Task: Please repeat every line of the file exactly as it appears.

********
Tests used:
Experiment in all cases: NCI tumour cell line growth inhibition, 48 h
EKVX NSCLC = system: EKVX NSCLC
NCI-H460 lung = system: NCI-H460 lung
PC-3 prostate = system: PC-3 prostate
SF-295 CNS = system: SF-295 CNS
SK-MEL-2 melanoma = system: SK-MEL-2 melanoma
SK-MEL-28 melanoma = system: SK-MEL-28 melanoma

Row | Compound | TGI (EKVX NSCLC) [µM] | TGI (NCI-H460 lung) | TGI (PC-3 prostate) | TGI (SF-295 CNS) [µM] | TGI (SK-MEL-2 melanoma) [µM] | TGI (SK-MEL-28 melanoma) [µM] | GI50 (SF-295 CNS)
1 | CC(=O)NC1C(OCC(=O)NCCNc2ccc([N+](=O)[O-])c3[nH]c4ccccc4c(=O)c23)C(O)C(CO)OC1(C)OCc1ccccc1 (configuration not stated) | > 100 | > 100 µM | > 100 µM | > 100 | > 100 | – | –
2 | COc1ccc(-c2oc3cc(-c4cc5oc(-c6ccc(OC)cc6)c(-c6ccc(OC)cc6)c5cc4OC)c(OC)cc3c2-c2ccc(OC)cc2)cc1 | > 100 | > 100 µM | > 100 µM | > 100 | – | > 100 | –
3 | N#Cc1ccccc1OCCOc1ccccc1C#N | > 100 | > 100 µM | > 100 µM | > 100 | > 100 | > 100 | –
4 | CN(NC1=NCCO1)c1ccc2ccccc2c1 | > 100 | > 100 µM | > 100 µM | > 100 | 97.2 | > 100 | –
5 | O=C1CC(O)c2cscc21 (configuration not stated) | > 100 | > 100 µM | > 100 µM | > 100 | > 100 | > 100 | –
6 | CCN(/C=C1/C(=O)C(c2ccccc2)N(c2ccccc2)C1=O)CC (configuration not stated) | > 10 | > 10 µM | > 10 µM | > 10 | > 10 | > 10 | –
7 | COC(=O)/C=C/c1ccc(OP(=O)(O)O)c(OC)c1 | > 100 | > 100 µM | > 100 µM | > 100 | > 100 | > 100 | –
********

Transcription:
Tests used:
Experiment in all cases: NCI tumour cell line growth inhibition, 48 h
EKVX NSCLC = system: EKVX NSCLC
NCI-H460 lung = system: NCI-H460 lung
PC-3 prostate = system: PC-3 prostate
SF-295 CNS = system: SF-295 CNS
SK-MEL-2 melanoma = system: SK-MEL-2 melanoma
SK-MEL-28 melanoma = system: SK-MEL-28 melanoma

Row | Compound | TGI (EKVX NSCLC) [µM] | TGI (NCI-H460 lung) | TGI (PC-3 prostate) | TGI (SF-295 CNS) [µM] | TGI (SK-MEL-2 melanoma) [µM] | TGI (SK-MEL-28 melanoma) [µM] | GI50 (SF-295 CNS)
1 | CC(=O)NC1C(OCC(=O)NCCNc2ccc([N+](=O)[O-])c3[nH]c4ccccc4c(=O)c23)C(O)C(CO)OC1(C)OCc1ccccc1 (configuration not stated) | > 100 | > 100 µM | > 100 µM | > 100 | > 100 | – | –
2 | COc1ccc(-c2oc3cc(-c4cc5oc(-c6ccc(OC)cc6)c(-c6ccc(OC)cc6)c5cc4OC)c(OC)cc3c2-c2ccc(OC)cc2)cc1 | > 100 | > 100 µM | > 100 µM | > 100 | – | > 100 | –
3 | N#Cc1ccccc1OCCOc1ccccc1C#N | > 100 | > 100 µM | > 100 µM | > 100 | > 100 | > 100 | –
4 | CN(NC1=NCCO1)c1ccc2ccccc2c1 | > 100 | > 100 µM | > 100 µM | > 100 | 97.2 | > 100 | –
5 | O=C1CC(O)c2cscc21 (configuration not stated) | > 100 | > 100 µM | > 100 µM | > 100 | > 100 | > 100 | –
6 | CCN(/C=C1/C(=O)C(c2ccccc2)N(c2ccccc2)C1=O)CC (configuration not stated) | > 10 | > 10 µM | > 10 µM | > 10 | > 10 | > 10 | –
7 | COC(=O)/C=C/c1ccc(OP(=O)(O)O)c(OC)c1 | > 100 | > 100 µM | > 100 µM | > 100 | > 100 | > 100 | –